BACOLOD CITY – The Negros Occidental provincial government is planning to proceed with swine repopulation next year to revive the local industry after losing thousands of hogs to various diseases, such as African swine fever (ASF) and hog cholera, in the past months.
Governor Eugenio Jose Lacson said on Thursday cleaning of the affected areas is ongoing, after which there will be pre-sentineling and sentineling.
He did not provide a detailed timeline yet.
“If it goes well, then we will start. Our target is to repopulate. It looks like everything will start next year. Right now, we’re preparing the areas,” Lacson told reporters.
The “sentinel program” is a science-based approach to detecting the presence of the ASF virus in a particular area.
“We’ll try to spread out the process so we can tell which area is safe. Although somebody informed me that in their area, hog production has been successful but that’s their own. In fact, we’re discouraging that. Let’s all do the same process,” Lacson said.
Lacson said he has instructed the Provincial Veterinary Office headed by Dr. Placeda Lemana to explain well to hog raisers the procedures or strategies to be implemented by the province and not just release the sentineling guidelines.
“It is also our responsibility to inform the swine industry what we want to do, hoping that we can be able to repopulate by next year,” he added.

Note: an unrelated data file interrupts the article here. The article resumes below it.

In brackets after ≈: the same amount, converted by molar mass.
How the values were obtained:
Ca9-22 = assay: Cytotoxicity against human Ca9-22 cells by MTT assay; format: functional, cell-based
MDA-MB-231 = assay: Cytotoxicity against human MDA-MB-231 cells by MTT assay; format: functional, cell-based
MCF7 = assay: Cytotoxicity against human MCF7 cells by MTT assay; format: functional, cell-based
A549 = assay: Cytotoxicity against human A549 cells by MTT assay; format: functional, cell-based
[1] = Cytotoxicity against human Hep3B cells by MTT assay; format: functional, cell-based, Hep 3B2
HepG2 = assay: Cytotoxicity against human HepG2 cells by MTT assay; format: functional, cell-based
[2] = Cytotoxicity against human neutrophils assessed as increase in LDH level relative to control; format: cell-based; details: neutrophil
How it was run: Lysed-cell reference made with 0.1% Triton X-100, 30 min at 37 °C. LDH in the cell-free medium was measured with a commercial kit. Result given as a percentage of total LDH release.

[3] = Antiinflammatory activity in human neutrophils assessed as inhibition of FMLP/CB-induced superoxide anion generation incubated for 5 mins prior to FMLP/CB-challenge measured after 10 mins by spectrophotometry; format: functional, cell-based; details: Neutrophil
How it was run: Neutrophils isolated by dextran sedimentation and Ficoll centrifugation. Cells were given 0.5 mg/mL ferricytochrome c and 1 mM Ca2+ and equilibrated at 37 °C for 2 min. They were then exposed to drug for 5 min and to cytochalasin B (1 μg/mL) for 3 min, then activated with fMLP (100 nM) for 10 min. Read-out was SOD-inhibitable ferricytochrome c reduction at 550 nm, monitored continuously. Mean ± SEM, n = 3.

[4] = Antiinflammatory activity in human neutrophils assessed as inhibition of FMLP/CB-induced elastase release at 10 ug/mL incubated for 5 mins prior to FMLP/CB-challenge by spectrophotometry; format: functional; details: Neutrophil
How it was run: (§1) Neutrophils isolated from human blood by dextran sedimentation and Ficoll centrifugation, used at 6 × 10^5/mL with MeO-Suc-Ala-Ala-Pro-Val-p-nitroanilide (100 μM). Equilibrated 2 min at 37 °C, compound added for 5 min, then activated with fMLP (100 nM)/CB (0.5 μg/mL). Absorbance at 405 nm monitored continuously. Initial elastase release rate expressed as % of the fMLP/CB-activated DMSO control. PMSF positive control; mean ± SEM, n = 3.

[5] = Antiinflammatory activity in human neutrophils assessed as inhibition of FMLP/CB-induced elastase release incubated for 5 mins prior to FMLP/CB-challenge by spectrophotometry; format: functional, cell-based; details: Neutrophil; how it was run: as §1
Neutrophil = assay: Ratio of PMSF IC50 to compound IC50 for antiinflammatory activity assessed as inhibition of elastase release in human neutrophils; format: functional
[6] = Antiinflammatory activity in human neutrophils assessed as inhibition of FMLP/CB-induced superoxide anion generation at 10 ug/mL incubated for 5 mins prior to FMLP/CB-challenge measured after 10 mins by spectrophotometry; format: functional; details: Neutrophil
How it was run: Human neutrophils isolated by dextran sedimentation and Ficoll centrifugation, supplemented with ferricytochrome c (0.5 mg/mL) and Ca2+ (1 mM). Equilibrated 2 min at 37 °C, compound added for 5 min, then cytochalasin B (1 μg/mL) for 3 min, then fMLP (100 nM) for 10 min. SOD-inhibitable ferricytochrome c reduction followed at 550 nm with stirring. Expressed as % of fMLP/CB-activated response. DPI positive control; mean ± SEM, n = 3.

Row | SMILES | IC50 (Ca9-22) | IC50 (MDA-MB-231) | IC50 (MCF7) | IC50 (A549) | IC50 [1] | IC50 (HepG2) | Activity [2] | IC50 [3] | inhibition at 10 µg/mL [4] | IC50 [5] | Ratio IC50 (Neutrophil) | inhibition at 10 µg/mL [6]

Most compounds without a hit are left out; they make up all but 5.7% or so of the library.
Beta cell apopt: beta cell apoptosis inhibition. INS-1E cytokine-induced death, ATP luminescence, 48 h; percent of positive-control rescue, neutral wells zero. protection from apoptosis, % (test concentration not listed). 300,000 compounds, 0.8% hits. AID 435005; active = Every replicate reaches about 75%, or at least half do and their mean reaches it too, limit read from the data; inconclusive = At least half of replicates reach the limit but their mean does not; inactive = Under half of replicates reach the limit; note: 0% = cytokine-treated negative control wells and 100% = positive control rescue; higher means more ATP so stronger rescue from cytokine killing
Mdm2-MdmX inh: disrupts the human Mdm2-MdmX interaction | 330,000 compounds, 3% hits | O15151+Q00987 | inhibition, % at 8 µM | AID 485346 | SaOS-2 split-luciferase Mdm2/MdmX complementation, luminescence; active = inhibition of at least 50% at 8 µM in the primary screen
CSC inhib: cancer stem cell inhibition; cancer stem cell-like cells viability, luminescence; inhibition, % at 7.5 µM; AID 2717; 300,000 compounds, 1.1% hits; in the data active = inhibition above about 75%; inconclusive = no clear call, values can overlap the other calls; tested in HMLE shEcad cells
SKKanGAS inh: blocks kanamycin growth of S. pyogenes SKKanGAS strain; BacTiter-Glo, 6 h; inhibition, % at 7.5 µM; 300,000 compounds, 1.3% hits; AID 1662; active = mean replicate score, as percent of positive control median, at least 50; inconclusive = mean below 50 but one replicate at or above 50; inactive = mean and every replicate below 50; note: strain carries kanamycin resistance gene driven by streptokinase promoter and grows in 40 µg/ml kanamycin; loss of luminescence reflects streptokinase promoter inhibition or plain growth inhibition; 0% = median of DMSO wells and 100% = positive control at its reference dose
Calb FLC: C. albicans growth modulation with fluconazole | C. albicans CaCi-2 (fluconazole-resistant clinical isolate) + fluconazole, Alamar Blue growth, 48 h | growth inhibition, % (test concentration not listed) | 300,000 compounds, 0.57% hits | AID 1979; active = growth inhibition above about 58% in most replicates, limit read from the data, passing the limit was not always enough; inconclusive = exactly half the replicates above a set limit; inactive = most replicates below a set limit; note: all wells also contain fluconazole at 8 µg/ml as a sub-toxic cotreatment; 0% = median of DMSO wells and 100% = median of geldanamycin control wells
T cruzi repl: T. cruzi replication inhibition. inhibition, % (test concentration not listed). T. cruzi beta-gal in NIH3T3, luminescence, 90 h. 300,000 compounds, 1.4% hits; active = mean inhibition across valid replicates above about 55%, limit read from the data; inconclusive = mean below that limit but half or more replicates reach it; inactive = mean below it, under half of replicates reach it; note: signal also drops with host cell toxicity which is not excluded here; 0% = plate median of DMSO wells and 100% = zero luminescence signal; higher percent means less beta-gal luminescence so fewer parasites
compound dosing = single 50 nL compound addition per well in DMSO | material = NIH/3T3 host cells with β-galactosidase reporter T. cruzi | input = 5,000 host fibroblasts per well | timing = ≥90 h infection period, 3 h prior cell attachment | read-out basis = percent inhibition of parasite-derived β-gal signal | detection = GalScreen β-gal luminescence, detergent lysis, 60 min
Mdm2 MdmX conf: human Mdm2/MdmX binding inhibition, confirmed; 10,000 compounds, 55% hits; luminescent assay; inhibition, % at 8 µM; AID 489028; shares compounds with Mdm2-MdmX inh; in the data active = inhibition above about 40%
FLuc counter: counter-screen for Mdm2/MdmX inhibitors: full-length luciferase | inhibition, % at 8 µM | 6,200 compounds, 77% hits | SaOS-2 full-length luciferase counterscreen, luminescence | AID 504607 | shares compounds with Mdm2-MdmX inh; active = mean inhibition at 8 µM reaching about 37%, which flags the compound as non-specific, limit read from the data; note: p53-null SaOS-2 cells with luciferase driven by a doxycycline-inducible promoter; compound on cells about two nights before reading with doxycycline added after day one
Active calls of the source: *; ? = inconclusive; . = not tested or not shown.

Lemana earlier said sentinelling is applicable in affected areas or barangays with zero swine deaths for about 40 days.
The hog farmer is also required to implement Biosecurity Level 1, the level of farm biosecurity in compliance with minimum standards set by the Philippine College of Swine Practitioners.
“The hog farm should have a fence, foot bath and drainage area. That’s what we require from the farmers. They should also register with the Philippine Crop Insurance Corp.,” Lemana said.
Local government units (LGUs) across the province reported almost zero swine deaths starting in August.
Negros Occidental, which has a PHP6-billion swine industry, has recorded almost 18,000 hog mortalities in some 20 LGUs since April this year, data from the provincial animal biosecurity incident management team showed. (PNA)